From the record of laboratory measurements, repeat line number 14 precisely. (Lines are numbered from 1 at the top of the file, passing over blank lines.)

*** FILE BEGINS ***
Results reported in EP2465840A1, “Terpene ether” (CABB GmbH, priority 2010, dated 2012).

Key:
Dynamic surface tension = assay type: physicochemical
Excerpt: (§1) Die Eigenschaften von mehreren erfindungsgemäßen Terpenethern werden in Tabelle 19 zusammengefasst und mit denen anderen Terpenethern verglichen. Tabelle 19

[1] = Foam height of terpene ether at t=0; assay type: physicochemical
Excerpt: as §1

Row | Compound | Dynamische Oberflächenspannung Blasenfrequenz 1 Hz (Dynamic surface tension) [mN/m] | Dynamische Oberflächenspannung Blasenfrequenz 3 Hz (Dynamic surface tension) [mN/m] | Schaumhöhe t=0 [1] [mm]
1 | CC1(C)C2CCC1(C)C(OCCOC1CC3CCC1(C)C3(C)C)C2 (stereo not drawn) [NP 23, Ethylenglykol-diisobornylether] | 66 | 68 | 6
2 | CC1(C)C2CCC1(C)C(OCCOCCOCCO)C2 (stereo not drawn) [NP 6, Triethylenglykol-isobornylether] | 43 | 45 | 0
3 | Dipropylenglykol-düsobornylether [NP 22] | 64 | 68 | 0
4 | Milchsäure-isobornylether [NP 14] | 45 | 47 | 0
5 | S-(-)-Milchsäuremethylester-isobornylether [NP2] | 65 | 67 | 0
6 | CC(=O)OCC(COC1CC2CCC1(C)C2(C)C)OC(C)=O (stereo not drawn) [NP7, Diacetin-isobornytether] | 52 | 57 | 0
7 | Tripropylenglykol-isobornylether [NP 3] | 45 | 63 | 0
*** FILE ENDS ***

7 | Tripropylenglykol-isobornylether [NP 3] | 45 | 63 | 0